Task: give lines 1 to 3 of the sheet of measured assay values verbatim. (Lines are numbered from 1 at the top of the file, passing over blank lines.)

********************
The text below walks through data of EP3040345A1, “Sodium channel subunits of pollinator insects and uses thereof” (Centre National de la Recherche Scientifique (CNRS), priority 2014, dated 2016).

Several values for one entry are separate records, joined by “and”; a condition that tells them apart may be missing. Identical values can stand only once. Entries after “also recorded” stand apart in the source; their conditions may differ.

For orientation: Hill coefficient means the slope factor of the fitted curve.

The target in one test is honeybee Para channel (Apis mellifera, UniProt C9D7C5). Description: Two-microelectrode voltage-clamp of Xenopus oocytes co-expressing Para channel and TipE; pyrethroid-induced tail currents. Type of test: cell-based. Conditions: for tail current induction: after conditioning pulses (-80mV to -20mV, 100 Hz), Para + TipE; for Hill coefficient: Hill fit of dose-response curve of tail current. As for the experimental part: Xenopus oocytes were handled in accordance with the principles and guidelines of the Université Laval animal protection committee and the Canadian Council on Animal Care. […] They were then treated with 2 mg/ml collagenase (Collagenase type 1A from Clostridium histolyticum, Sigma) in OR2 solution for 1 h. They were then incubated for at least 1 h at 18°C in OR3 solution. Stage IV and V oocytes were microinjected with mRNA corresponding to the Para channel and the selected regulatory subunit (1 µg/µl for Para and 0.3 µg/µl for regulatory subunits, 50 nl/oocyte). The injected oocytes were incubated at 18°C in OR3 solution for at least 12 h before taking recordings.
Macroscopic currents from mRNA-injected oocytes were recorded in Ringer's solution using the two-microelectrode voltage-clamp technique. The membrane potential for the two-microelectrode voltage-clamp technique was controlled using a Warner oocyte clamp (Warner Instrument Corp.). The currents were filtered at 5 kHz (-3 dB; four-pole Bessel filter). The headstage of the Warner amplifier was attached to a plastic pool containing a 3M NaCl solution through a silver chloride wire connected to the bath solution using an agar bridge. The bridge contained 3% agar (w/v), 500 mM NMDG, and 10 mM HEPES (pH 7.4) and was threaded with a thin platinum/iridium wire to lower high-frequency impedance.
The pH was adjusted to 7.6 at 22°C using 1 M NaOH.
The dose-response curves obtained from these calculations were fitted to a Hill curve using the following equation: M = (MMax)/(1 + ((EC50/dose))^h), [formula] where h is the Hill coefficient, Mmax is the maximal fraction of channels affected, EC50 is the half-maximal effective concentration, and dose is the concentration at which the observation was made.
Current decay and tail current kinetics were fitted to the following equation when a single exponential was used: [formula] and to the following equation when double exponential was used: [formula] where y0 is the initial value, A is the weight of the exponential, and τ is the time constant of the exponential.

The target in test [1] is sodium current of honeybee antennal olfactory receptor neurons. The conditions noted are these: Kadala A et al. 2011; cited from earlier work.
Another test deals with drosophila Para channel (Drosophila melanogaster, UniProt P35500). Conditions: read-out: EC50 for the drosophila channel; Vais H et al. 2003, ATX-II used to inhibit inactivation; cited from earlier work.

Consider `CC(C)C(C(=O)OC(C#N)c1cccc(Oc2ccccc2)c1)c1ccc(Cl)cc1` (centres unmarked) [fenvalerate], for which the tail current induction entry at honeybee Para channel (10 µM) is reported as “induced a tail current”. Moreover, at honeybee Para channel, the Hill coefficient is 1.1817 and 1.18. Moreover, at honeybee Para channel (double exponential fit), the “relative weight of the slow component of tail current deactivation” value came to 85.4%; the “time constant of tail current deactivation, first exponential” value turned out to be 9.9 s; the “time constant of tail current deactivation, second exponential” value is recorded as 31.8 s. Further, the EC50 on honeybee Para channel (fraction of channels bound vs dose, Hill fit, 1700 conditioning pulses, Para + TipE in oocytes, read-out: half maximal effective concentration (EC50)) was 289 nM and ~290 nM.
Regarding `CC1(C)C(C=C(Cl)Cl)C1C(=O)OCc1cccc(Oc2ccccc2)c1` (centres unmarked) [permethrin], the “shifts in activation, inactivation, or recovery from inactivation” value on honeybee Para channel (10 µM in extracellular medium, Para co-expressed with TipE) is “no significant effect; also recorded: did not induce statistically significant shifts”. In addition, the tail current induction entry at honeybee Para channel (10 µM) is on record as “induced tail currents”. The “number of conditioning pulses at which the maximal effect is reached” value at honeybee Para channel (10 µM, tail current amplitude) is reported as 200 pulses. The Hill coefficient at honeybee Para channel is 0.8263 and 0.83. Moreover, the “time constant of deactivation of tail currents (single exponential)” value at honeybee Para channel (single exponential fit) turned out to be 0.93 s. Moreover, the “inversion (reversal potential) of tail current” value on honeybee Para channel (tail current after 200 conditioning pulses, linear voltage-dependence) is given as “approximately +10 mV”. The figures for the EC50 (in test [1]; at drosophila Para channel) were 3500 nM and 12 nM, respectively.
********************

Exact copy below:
The text below walks through data of EP3040345A1, “Sodium channel subunits of pollinator insects and uses thereof” (Centre National de la Recherche Scientifique (CNRS), priority 2014, dated 2016).

Several values for one entry are separate records, joined by “and”; a condition that tells them apart may be missing. Identical values can stand only once. Entries after “also recorded” stand apart in the source; their conditions may differ.

For orientation: Hill coefficient means the slope factor of the fitted curve.